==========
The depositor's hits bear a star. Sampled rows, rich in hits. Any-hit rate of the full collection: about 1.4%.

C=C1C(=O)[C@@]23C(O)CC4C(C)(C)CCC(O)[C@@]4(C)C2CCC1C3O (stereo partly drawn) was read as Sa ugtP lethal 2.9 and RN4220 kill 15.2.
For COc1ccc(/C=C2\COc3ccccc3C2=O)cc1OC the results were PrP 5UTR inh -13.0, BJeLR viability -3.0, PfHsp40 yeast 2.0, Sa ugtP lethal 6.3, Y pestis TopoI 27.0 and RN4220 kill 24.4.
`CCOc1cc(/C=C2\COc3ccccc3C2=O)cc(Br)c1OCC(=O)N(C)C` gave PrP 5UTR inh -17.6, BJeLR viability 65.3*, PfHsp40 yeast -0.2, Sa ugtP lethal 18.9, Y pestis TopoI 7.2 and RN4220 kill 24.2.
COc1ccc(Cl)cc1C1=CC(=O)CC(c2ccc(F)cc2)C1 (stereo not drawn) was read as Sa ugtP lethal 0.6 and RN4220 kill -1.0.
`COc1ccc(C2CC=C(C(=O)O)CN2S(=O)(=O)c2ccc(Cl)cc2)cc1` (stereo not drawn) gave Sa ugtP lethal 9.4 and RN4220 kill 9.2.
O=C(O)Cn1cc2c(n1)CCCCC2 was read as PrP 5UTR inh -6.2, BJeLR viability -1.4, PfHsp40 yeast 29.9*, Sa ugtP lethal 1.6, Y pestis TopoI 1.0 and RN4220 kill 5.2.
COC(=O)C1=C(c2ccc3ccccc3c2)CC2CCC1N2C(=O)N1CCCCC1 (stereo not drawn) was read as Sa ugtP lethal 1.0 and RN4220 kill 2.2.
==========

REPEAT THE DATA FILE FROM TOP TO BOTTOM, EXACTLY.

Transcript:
The depositor's hits bear a star. Sampled rows, rich in hits. Any-hit rate of the full collection: about 1.4%.

C=C1C(=O)[C@@]23C(O)CC4C(C)(C)CCC(O)[C@@]4(C)C2CCC1C3O (stereo partly drawn) was read as Sa ugtP lethal 2.9 and RN4220 kill 15.2.
For COc1ccc(/C=C2\COc3ccccc3C2=O)cc1OC the results were PrP 5UTR inh -13.0, BJeLR viability -3.0, PfHsp40 yeast 2.0, Sa ugtP lethal 6.3, Y pestis TopoI 27.0 and RN4220 kill 24.4.
`CCOc1cc(/C=C2\COc3ccccc3C2=O)cc(Br)c1OCC(=O)N(C)C` gave PrP 5UTR inh -17.6, BJeLR viability 65.3*, PfHsp40 yeast -0.2, Sa ugtP lethal 18.9, Y pestis TopoI 7.2 and RN4220 kill 24.2.
COc1ccc(Cl)cc1C1=CC(=O)CC(c2ccc(F)cc2)C1 (stereo not drawn) was read as Sa ugtP lethal 0.6 and RN4220 kill -1.0.
`COc1ccc(C2CC=C(C(=O)O)CN2S(=O)(=O)c2ccc(Cl)cc2)cc1` (stereo not drawn) gave Sa ugtP lethal 9.4 and RN4220 kill 9.2.
O=C(O)Cn1cc2c(n1)CCCCC2 was read as PrP 5UTR inh -6.2, BJeLR viability -1.4, PfHsp40 yeast 29.9*, Sa ugtP lethal 1.6, Y pestis TopoI 1.0 and RN4220 kill 5.2.
COC(=O)C1=C(c2ccc3ccccc3c2)CC2CCC1N2C(=O)N1CCCCC1 (stereo not drawn) was read as Sa ugtP lethal 1.0 and RN4220 kill 2.2.